Stress divergence after elastic deformation does not equal 0, but it should


According to the analytical solution (link) for a deflection of a cantilever beam, the divergence of the stress field should equal 0, but my FEM simulations do not result in zero.


A simple two-dimensional cantilever beam is taken. Displacements on one side of the beam are fixed using the analytical solution, similar applies to the other side of the beam where traction boundary is assigned using the analytical solution.

FreeFEM solution

I have used this example to get the freefem code. The only changes I did is that I wrote the full expressions for the ux and uy.

 // Parameters
 real E = 3.0e7, nu = 0.3;
 real P = -1000;
 real L = 48, D = 12;
 real I = D^3/12;
 // Mesh
 mesh Th = square(40,10,[L*x,-D/2+D*y]);
 // Macros
 macro u [ux,uy] // displacement
 macro v [vx,vy] // test function
 macro div(u) (dx(u[0])+dy(u[1])) // divergence
 macro eM(u) [dx(u[0]), dy(u[1]), sqrt(2)*(dx(u[1]) + dy(u[0]))/2] // strain tensor
 // Finite element space
 fespace Vh(Th,[P2,P2]);
 Vh u, v;
 // Boundary conditions
 func uxb = -P*y/(6.*E*I)*(3.*(x*x - L*L) - (2.+nu)*y*y + 6.*(1.+nu)*D*D/4.);
 func uyb = P/(6.*E*I)*(3. * nu * x * y * y + x*x*x - 3.*L*L*x + 2.*L*L*L);
 func ty = -P/(2*I)*(D^2/4-y^2);
 // Convert E and nu to plane stress
 E = E/(1-nu^2); nu = nu/(1-nu);
 // Lame parameters
 real mu = E/(2*(1+nu));
 real lambda = E*nu/((1+nu)*(1-2*nu));
 // Solve problem
 solve cantileverBeam(u,v) =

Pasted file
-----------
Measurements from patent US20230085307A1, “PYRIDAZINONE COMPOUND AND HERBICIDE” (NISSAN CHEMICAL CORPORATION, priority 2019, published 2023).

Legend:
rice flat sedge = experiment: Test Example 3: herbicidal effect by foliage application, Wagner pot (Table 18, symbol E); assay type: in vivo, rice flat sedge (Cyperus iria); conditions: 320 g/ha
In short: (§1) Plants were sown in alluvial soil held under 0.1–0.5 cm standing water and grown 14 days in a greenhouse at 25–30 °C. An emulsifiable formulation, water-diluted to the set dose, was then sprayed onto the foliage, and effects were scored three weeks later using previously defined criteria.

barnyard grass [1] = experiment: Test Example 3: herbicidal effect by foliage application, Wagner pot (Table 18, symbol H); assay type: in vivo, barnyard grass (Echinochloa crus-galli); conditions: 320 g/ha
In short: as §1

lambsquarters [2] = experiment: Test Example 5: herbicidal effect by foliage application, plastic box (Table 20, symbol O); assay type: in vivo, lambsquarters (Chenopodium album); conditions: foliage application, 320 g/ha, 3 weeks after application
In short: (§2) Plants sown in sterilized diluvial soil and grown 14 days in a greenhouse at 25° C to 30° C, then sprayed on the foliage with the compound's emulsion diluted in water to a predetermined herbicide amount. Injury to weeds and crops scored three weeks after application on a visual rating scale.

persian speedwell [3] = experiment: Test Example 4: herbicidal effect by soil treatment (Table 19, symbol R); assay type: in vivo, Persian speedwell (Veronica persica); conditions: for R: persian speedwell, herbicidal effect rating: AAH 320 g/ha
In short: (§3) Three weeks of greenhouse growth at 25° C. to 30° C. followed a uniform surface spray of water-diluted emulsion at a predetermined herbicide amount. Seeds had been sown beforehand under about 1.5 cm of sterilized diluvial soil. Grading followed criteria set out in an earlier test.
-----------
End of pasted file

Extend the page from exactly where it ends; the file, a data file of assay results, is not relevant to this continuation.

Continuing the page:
int2d(Th)(lambda*div(u)*div(v) + 2*mu*(eM(u)'*eM(v)))
    - int1d(Th,4)([0,-ty]'*v)
    + on(2,ux=uxb,uy=uyb);
 // Plot solution
 real coef = 1000;
 Th = movemesh(Th,[x+ux*coef,y+uy*coef]);

This results in a deflected beam that seems to be ok.

Modifications to the code

So to compute the divergence of the stress field I have to be able to compute the stresses sxx, syy and sxy. Therefore, I added a bit of macro, including the definition of the divergence of the tensor field.

 fespace Nh(Th, P2);
 Nh sxx, sxy, syy;
 Nh rx, ry, r;

 macro e(u)
		0.5 * (dy(u[0]) + dx(u[1])),
		0.5 * (dx(u[1]) + dy(u[0])), 
	] // EOM
 macro sigma(u)
		(lambda + 2. * mu) * e(u)[0] + lambda * e(u)[3],
		2. * mu * e(u)[2],
		lambda * e(u)[0] + (lambda + 2. * mu) * e(u)[3]
	] // EOM
macro stressdiv(Sxx, Syy, Sxy) [dx(Sxx) + dy(Sxy), 
                                dx(Sxy) + dy(Syy)] // EOM

sxx = sigma(u)[0];
sxy = sigma(u)[1];
syy = sigma(u)[2];

rx = stressdiv(sxx, syy, sxy)[0];
ry = stressdiv(sxx, syy, sxy)[1];

for (int i = 0; i < rx.n; i++){
    r[](i) = dist(rx[](i), ry[](i));
cout << r[] << endl;

plot(sxx, wait=1, cmm="sxx");
plot(syy, wait=1, cmm="syy");
plot(sxy, wait=1, cmm="sxy");
plot([rx, ry], wait=1, cmm="residuum");


However, the results are far from the expected. The analytical solution claims the divergence of the stress field should be zero, but the numerical simulations using the code above result in non-zero values:

I am also not sure if these numbers are “small” or “negliable”. I think the divergence equals to the density of the internal forces. If that is the case, I don’t think these numbers are small unless it is safe to compare them to the loading force P.


So, of course, this makes little to no sense to me. I would like to understand if there is a bug in my code or understand the reason why the divergence is not zero?
Since the deformation is elastic, I think the divergence equals to density of internal forces which in stationary state should most likely be zero, but again, simulations show otherwise.